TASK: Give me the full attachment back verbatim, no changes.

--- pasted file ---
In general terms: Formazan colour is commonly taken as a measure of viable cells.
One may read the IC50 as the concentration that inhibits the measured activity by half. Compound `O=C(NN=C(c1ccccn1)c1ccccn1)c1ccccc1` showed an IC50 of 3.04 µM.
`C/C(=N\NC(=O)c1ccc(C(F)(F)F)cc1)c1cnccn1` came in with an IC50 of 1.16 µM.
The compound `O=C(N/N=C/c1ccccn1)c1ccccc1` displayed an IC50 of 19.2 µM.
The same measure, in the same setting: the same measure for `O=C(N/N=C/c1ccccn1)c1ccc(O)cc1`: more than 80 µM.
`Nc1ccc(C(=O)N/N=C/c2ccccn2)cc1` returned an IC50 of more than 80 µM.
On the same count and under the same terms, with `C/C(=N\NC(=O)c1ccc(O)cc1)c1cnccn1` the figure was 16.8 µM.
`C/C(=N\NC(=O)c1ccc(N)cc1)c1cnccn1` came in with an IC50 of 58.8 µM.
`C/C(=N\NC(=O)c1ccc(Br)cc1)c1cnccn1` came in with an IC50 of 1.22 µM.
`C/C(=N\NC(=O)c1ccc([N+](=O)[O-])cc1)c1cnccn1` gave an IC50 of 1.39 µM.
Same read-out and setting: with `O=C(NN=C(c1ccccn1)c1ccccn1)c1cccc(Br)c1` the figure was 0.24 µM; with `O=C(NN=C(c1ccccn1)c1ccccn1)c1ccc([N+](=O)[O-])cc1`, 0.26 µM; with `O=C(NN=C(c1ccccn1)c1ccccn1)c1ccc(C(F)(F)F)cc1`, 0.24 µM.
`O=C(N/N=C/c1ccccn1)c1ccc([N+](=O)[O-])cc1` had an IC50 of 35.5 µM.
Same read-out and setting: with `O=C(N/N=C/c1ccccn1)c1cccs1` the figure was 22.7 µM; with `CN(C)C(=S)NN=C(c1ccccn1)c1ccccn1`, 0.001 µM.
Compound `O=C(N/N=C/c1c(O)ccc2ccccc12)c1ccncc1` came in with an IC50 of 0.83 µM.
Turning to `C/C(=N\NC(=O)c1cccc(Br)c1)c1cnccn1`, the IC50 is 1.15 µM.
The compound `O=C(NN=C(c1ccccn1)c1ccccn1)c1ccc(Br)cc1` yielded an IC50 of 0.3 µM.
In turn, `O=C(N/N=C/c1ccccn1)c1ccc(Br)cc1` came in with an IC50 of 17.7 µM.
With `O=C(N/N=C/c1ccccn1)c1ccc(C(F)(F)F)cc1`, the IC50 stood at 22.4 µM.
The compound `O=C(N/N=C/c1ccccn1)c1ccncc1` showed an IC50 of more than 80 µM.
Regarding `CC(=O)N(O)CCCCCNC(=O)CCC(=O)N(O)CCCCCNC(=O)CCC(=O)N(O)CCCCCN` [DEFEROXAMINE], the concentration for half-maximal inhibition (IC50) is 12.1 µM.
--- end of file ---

In general terms: Formazan colour is commonly taken as a measure of viable cells.
One may read the IC50 as the concentration that inhibits the measured activity by half. Compound `O=C(NN=C(c1ccccn1)c1ccccn1)c1ccccc1` showed an IC50 of 3.04 µM.
`C/C(=N\NC(=O)c1ccc(C(F)(F)F)cc1)c1cnccn1` came in with an IC50 of 1.16 µM.
The compound `O=C(N/N=C/c1ccccn1)c1ccccc1` displayed an IC50 of 19.2 µM.
The same measure, in the same setting: the same measure for `O=C(N/N=C/c1ccccn1)c1ccc(O)cc1`: more than 80 µM.
`Nc1ccc(C(=O)N/N=C/c2ccccn2)cc1` returned an IC50 of more than 80 µM.
On the same count and under the same terms, with `C/C(=N\NC(=O)c1ccc(O)cc1)c1cnccn1` the figure was 16.8 µM.
`C/C(=N\NC(=O)c1ccc(N)cc1)c1cnccn1` came in with an IC50 of 58.8 µM.
`C/C(=N\NC(=O)c1ccc(Br)cc1)c1cnccn1` came in with an IC50 of 1.22 µM.
`C/C(=N\NC(=O)c1ccc([N+](=O)[O-])cc1)c1cnccn1` gave an IC50 of 1.39 µM.
Same read-out and setting: with `O=C(NN=C(c1ccccn1)c1ccccn1)c1cccc(Br)c1` the figure was 0.24 µM; with `O=C(NN=C(c1ccccn1)c1ccccn1)c1ccc([N+](=O)[O-])cc1`, 0.26 µM; with `O=C(NN=C(c1ccccn1)c1ccccn1)c1ccc(C(F)(F)F)cc1`, 0.24 µM.
`O=C(N/N=C/c1ccccn1)c1ccc([N+](=O)[O-])cc1` had an IC50 of 35.5 µM.
Same read-out and setting: with `O=C(N/N=C/c1ccccn1)c1cccs1` the figure was 22.7 µM; with `CN(C)C(=S)NN=C(c1ccccn1)c1ccccn1`, 0.001 µM.
Compound `O=C(N/N=C/c1c(O)ccc2ccccc12)c1ccncc1` came in with an IC50 of 0.83 µM.
Turning to `C/C(=N\NC(=O)c1cccc(Br)c1)c1cnccn1`, the IC50 is 1.15 µM.
The compound `O=C(NN=C(c1ccccn1)c1ccccn1)c1ccc(Br)cc1` yielded an IC50 of 0.3 µM.
In turn, `O=C(N/N=C/c1ccccn1)c1ccc(Br)cc1` came in with an IC50 of 17.7 µM.
With `O=C(N/N=C/c1ccccn1)c1ccc(C(F)(F)F)cc1`, the IC50 stood at 22.4 µM.
The compound `O=C(N/N=C/c1ccccn1)c1ccncc1` showed an IC50 of more than 80 µM.
Regarding `CC(=O)N(O)CCCCCNC(=O)CCC(=O)N(O)CCCCCNC(=O)CCC(=O)N(O)CCCCCN` [DEFEROXAMINE], the concentration for half-maximal inhibition (IC50) is 12.1 µM.